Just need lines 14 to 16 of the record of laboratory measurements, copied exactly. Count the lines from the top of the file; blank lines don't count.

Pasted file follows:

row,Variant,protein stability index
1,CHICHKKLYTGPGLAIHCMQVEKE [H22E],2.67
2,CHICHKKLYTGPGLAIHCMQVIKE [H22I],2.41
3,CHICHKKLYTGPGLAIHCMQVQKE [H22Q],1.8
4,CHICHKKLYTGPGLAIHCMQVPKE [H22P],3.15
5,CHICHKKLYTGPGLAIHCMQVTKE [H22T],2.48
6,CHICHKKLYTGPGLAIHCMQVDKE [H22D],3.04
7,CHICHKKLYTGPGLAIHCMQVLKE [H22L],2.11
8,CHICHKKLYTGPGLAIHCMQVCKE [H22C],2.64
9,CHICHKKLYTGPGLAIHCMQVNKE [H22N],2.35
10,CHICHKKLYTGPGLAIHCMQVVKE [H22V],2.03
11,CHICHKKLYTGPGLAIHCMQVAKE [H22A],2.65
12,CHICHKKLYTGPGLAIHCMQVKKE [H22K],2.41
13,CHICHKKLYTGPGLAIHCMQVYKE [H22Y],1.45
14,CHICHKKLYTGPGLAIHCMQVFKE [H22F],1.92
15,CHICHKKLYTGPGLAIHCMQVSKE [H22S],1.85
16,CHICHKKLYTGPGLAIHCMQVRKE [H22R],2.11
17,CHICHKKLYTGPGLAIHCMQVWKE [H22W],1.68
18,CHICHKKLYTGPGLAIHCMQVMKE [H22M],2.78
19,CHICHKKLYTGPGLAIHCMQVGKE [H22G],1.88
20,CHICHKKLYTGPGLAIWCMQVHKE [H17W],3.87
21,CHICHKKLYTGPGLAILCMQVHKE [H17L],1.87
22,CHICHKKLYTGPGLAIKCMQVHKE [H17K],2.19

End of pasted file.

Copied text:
13,CHICHKKLYTGPGLAIHCMQVYKE [H22Y],1.45
14,CHICHKKLYTGPGLAIHCMQVFKE [H22F],1.92
15,CHICHKKLYTGPGLAIHCMQVSKE [H22S],1.85